Money is a highly emotionally charged topic. In today’s society, many attach their self-worth to their net worth and this is the crux of the majority of problems. There are two intertwined attitudes about money that we have to address in working towards separating self-worth and net worth. The first is that it is taboo to talk about money and the second is that personal finance is scary, boring and complex.
The conventional thinking is that you should not talk about your financial troubles. It is best to maintain your status quo the best you can. It is considered bad taste to flaunt your wealth either by being flashy and ostentatious. We are expected to fit in and not rock the boat. Now there is something to be said for when, where and to whom we have discussions about money. I do think it’s uncouth to talk about your personal finances in a social setting, at dinner with friends, out for drinks and the like. No good can come of disclosing how much you earn and spend and other details of your finances to a friend unless that friend is also your financial advisor and even then there is a time and a place to have that discussion.
It is not taboo or in bad taste to discuss your financial status with members of your family. It is imperative that members of the family address financial issues together. Having the open money discussions should be an imperative in every household. The core members should be all be involved. All adult members of the family should have regular conservations about their financial standing. Children should also be involved. It’s not necessary to divulge every detail of the household finances to a child. Children should be made to understand the basics of money. They should also be taught how to value the things they have, this is especially important in today’s environment when children have greater access and availability of material goods. Essentially, with children, we want to make them aware of how the family earns money and how to effectively use this money.
There are many ways to teach children about money without giving them all the details of your financial situation. For example, it’s a good idea to get children involved in the buying process of household items. The pros and cons of buying one brand over another should be discussed. Parents need to take the time to explain the difference in price and quality and why they would choose one brand over another. This gives a child a dynamic understanding of the decision making process as well as it exposes them to the concept of budgeting and wise spending. Parents will know the temperament of their child and will have to decide when and on what items they will consult their kids.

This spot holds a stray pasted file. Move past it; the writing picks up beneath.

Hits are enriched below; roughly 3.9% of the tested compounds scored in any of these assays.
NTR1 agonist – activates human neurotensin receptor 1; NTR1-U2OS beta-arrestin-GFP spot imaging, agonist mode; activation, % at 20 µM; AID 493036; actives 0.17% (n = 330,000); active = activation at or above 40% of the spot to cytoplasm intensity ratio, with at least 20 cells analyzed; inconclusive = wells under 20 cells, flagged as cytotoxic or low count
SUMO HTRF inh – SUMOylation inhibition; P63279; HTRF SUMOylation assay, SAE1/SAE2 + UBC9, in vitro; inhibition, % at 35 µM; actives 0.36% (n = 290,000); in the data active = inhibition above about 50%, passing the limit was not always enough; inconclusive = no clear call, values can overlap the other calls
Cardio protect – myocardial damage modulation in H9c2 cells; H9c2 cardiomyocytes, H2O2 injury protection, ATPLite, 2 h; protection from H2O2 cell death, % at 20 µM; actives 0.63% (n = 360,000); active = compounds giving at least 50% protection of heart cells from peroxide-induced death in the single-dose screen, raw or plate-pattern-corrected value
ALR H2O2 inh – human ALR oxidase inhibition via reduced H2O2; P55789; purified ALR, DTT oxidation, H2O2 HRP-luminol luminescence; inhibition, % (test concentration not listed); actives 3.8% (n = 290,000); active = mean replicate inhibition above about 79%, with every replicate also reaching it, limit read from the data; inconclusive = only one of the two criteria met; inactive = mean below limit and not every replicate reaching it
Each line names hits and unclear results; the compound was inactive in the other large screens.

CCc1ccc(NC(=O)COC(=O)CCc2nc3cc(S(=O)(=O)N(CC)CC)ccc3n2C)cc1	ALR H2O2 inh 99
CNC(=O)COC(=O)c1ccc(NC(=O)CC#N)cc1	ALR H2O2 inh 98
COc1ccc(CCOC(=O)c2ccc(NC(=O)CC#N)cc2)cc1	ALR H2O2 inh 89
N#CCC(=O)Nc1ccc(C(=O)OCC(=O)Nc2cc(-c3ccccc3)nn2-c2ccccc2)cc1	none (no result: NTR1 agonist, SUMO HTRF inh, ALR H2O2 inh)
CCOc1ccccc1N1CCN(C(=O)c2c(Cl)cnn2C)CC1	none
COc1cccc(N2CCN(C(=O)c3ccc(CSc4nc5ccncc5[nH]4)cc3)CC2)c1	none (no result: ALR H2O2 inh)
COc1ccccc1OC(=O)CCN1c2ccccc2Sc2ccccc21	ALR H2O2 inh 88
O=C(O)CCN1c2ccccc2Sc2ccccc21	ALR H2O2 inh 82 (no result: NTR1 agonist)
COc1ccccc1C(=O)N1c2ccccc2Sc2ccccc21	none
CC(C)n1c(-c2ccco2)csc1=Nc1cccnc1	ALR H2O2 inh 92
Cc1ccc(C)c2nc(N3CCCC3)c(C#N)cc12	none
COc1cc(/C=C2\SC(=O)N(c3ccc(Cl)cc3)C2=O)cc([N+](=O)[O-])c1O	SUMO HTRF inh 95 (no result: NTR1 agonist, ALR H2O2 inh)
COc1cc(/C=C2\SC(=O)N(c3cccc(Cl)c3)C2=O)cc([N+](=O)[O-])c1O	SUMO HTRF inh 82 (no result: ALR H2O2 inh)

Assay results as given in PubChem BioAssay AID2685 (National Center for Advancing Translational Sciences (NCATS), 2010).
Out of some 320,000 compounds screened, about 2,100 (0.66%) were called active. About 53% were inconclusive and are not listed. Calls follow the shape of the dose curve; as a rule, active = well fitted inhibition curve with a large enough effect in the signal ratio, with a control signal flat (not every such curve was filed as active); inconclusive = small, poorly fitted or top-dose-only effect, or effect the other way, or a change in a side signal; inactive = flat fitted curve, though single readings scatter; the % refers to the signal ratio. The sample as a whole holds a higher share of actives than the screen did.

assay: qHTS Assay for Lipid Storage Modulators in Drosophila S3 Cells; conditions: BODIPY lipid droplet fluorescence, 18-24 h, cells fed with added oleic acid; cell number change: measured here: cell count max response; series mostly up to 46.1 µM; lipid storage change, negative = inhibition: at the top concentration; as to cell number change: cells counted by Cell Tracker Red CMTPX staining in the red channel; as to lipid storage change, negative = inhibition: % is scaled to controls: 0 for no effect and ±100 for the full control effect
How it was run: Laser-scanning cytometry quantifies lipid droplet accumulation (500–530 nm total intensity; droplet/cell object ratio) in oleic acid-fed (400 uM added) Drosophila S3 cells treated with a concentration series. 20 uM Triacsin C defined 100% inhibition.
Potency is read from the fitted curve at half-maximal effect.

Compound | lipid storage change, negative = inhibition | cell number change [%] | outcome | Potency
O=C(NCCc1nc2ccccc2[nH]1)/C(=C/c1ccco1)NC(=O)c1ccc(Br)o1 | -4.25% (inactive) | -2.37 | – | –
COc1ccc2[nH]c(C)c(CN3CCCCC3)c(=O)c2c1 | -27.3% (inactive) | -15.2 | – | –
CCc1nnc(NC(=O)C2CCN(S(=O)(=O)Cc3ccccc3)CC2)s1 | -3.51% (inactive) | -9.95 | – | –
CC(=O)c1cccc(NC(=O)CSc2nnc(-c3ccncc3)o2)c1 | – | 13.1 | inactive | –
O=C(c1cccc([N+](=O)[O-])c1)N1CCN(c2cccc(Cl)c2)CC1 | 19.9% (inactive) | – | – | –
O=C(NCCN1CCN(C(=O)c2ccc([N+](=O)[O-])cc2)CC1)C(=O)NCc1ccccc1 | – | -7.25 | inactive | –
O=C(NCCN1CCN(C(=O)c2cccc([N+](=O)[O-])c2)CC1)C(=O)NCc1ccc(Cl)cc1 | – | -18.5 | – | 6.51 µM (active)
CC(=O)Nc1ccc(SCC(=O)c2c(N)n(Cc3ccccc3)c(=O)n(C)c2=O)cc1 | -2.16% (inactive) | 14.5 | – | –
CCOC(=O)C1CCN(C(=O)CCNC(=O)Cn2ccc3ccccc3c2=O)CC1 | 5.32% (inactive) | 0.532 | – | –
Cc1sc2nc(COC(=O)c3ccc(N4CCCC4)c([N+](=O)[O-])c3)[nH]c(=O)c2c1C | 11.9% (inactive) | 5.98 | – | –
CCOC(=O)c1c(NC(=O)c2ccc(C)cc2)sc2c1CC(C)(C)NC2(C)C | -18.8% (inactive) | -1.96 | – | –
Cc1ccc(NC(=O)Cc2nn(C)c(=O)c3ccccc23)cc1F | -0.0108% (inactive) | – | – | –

Financial literacy has to be a family’s top priority. It is important for the adults in the family to have a basic grasp of their finances. It is also very helpful to have a good financial advisor, someone who can teach and help you grow your finances along the way. While we want to get away from the idea that it is taboo to talk about money, I just want to be clear and say it IS taboo to talk to acquaintances and random strangers about your finances. It should also be taboo to take financial advice from random strangers and friends who have no prior experience or knowledge of the field.
As a finance professor and financial consultant, I understand the resistance that people have about learning about finance. I notice when the eyes glaze over when people hear the word finance. It is my job to make the topic relevant and meaningful to both my students and clients or I will lose them. On both fronts, I am glad to say I am making great progress. Over the years the delivery of the content of financial courses has been tweaked so that students can relate and they become more interested. The improvement is reflected in their grades. With my clients I see the result on their bank balances. The majority of students and clients who started off thinking finance was too complex and beyond their grasp have been able to master the basics.
When we take the time to talk to the right people about our finances and when we put aside our preconceived notions about the complexity of finance we may be very surprised to realize that it is we are all capable of effectively managing our own finances. In the process we will come to understand the true role money plays in our lives, it is a tool. It is just a tool. It is NOT a reflection of who we are. In the long run when we demystify the process of managing our money we can break free from letting it control us.
Today go brave and make that appoint to see a financial advisor, buy that book on finance, take that workshop on personal finance, have the money talk with your kids, read them a fun story where kids are saving, any one or all of these suggestions will get you closer to financial success.